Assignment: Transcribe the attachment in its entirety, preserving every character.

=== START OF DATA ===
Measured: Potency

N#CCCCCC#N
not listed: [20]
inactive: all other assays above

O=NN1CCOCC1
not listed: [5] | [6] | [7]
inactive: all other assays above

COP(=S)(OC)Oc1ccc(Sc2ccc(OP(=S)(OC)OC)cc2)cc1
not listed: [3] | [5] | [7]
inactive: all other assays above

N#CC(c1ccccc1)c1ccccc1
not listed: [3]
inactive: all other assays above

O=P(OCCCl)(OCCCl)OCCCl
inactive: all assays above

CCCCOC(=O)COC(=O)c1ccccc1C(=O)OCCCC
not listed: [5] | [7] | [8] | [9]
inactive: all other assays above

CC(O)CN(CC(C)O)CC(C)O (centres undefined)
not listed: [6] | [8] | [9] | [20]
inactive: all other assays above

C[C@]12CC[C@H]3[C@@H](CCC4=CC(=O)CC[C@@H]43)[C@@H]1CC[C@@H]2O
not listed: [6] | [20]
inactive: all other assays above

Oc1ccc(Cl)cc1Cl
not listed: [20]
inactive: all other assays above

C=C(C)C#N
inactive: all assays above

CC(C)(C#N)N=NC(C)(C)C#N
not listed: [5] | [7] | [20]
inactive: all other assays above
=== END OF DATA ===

Measured: Potency

N#CCCCCC#N
not listed: [20]
inactive: all other assays above

O=NN1CCOCC1
not listed: [5] | [6] | [7]
inactive: all other assays above

COP(=S)(OC)Oc1ccc(Sc2ccc(OP(=S)(OC)OC)cc2)cc1
not listed: [3] | [5] | [7]
inactive: all other assays above

N#CC(c1ccccc1)c1ccccc1
not listed: [3]
inactive: all other assays above

O=P(OCCCl)(OCCCl)OCCCl
inactive: all assays above

CCCCOC(=O)COC(=O)c1ccccc1C(=O)OCCCC
not listed: [5] | [7] | [8] | [9]
inactive: all other assays above

CC(O)CN(CC(C)O)CC(C)O (centres undefined)
not listed: [6] | [8] | [9] | [20]
inactive: all other assays above

C[C@]12CC[C@H]3[C@@H](CCC4=CC(=O)CC[C@@H]43)[C@@H]1CC[C@@H]2O
not listed: [6] | [20]
inactive: all other assays above

Oc1ccc(Cl)cc1Cl
not listed: [20]
inactive: all other assays above

C=C(C)C#N
inactive: all assays above

CC(C)(C#N)N=NC(C)(C)C#N
not listed: [5] | [7] | [20]
inactive: all other assays above